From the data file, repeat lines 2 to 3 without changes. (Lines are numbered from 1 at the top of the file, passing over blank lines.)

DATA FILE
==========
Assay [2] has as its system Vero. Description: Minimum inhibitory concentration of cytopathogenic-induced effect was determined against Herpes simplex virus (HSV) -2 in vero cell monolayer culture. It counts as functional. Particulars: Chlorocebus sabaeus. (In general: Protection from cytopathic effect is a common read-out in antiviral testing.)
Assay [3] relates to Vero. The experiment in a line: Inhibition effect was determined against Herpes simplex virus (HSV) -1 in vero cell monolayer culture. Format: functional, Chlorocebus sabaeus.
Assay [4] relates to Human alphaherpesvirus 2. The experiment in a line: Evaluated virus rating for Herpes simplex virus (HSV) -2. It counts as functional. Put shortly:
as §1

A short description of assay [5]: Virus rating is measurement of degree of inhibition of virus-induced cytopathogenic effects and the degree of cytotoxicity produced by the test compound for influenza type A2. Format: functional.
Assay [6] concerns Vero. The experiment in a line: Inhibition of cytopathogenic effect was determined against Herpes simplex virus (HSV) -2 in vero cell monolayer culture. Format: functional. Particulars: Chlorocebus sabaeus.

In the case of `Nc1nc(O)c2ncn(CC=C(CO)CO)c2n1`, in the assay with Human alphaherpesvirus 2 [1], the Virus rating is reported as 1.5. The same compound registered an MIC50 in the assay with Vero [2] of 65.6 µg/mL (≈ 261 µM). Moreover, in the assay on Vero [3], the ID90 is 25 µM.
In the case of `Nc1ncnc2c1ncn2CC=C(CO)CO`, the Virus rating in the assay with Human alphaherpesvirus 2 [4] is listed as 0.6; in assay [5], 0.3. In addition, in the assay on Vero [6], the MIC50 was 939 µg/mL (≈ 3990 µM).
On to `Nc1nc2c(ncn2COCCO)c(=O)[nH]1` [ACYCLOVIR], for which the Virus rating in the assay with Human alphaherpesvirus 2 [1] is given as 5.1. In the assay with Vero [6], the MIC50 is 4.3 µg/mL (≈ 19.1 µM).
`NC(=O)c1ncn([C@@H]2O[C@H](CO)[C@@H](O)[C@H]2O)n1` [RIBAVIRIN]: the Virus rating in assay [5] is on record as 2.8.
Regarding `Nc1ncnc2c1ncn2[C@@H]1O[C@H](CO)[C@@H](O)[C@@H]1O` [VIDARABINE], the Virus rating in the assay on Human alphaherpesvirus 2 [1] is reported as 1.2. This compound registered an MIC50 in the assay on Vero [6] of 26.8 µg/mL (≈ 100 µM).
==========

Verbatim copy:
Assay [3] relates to Vero. The experiment in a line: Inhibition effect was determined against Herpes simplex virus (HSV) -1 in vero cell monolayer culture. Format: functional, Chlorocebus sabaeus.
Assay [4] relates to Human alphaherpesvirus 2. The experiment in a line: Evaluated virus rating for Herpes simplex virus (HSV) -2. It counts as functional. Put shortly: